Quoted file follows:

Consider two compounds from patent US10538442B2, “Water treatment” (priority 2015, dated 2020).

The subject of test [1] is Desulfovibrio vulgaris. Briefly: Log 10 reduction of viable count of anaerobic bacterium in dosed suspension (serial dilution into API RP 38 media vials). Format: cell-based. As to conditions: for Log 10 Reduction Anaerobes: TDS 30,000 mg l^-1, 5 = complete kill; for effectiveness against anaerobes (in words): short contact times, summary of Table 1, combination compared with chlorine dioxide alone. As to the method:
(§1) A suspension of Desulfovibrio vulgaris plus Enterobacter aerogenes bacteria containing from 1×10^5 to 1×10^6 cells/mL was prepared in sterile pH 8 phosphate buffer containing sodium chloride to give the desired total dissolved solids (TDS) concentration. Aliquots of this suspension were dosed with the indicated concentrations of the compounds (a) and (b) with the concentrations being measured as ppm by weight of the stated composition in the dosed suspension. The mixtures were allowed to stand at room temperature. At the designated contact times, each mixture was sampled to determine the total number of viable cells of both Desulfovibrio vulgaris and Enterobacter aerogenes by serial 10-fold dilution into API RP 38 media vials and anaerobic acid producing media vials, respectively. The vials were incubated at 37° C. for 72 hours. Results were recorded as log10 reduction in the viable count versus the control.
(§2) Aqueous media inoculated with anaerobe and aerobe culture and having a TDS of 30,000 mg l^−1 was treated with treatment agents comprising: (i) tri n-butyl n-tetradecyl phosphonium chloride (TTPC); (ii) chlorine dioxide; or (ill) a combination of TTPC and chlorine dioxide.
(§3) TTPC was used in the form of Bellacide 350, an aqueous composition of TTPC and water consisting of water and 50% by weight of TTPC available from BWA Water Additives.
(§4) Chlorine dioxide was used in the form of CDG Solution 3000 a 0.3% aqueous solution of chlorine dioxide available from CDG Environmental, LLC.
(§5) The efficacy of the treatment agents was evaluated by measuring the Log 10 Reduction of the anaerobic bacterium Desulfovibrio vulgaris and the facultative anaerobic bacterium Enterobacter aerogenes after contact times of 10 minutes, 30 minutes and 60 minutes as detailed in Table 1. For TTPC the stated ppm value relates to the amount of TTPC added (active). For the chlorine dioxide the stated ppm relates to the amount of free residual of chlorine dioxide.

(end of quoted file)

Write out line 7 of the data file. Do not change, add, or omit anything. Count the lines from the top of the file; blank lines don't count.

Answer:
(§5) The efficacy of the treatment agents was evaluated by measuring the Log 10 Reduction of the anaerobic bacterium Desulfovibrio vulgaris and the facultative anaerobic bacterium Enterobacter aerogenes after contact times of 10 minutes, 30 minutes and 60 minutes as detailed in Table 1. For TTPC the stated ppm value relates to the amount of TTPC added (active). For the chlorine dioxide the stated ppm relates to the amount of free residual of chlorine dioxide.